Lawyers threaten judicial review over CFA cuts

A newly formed group, Lawyers for Media Standards, is threatening to seek judicial review over Justice Secretary Jack Straw’s plan to cut the maximum success fee which lawyers working on Conditional Fee Agreements cases can charge.

The group has demanded that Straw drops his plan to reduce success fees by ninety per cent in so-called no-win, no-fee cases and re-open the consultation which preceded his announcement.

Lawyers for Media Standards outlined the threat in a letter sent to Straw, earlier this month, by law firm Collyer Bristow.

The group claims that the consultation, which was shortened to just four weeks, was unfair and inadequate.

The consultation failed to take account of relevant considerations, the group added, such as evidence that reducing the success fees could lead to defamation lawyers ceasing to take CFA cases.

In addition, the group claims that limiting the fee could impede access to justice and that evidence existed that 100 per cent success fees were rarely recovered by lawyers.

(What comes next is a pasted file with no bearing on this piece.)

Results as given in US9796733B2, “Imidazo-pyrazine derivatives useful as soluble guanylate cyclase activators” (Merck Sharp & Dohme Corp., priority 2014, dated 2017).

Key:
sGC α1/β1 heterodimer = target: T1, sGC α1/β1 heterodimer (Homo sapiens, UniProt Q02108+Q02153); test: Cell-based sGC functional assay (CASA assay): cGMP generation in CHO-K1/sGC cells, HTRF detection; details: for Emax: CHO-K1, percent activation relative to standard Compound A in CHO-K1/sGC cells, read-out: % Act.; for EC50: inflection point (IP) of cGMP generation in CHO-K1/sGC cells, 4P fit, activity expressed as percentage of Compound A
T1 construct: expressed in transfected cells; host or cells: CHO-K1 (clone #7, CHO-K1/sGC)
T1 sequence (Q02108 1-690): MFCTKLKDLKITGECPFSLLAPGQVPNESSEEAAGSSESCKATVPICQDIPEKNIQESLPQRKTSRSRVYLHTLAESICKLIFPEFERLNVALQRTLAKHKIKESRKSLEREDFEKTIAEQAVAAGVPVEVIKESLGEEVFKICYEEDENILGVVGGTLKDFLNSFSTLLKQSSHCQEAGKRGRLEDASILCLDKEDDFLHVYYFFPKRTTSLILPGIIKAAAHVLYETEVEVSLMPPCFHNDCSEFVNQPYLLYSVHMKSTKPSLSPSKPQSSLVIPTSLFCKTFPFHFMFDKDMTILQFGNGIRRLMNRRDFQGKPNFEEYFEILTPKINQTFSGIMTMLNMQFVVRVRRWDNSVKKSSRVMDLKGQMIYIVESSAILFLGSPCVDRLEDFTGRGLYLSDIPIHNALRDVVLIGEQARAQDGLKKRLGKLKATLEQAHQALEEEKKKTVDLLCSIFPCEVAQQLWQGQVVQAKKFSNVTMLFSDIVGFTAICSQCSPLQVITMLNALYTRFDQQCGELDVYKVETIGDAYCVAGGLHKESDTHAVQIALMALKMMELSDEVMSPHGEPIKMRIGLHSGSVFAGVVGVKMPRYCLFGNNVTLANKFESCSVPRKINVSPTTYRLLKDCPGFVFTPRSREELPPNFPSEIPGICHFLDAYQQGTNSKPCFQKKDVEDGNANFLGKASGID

Lawyers for Media Standards said it believed the consultation took account of irrelevant considerations.

The Justice Ministry claimed the fee cut could help “ensure open scientific exchange”, however the group believes: “in fact there was no evidence that CFAs had been regularly or commonly used in defamation cases against scientists.”

The letter went on to claim there had been a failure to address or reach conclusions on the main arguments and issues raised during the consultation by those who were opposed to the proposal.

A Ministry of Justice spokesman said it would respond to the letter in due course.

The spokesman added: “The shorter consultation period allowed us to put an interim solution into effect while we fully consider Lord Justice Jackson’s proposals for longer term reform.

“In addition, the issue has been the subject of public comment for some time, with previous consultations from the Ministry of Justice, and an investigation by the Department for Culture, Media and Sport Committee (on Press Standards, Privacy and Libel), which started taking evidence in February 2009, and reported in February 2010.”

Straw said earlier this month that he was introducing the change, which would come into effect next month.

At present, lawyers working on CFAs can double their normal fees by recovering success fee costs from the losing defendants in defamation and privacy cases.

Media organisations say that the success fee – intended to enable lawyers who work on CFAs to use the money raised to finance any cases they lose – have made costs in defamation and privacy cases grossly disproportionate.

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